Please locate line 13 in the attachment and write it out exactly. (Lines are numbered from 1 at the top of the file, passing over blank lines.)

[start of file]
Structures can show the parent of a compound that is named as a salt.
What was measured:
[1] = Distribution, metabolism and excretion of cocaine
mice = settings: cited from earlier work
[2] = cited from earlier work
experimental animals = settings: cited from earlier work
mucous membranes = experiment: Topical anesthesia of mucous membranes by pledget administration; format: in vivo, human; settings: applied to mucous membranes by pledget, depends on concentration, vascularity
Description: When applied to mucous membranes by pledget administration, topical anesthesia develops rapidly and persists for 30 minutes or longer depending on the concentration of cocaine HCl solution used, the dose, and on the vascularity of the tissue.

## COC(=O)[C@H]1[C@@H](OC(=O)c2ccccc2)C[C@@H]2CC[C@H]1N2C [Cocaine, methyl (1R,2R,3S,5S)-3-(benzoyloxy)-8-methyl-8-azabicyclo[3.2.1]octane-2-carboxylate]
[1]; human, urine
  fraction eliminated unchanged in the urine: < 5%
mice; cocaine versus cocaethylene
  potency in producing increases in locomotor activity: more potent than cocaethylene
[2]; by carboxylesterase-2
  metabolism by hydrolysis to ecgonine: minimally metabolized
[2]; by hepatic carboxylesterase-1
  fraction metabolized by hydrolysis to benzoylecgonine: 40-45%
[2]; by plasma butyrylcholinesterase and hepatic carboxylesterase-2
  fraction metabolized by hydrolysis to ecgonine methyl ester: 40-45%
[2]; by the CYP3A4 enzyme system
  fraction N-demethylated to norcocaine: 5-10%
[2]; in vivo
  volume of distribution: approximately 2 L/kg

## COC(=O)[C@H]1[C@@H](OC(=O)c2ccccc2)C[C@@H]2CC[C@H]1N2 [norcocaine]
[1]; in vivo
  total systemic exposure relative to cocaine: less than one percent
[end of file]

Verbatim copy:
  potency in producing increases in locomotor activity: more potent than cocaethylene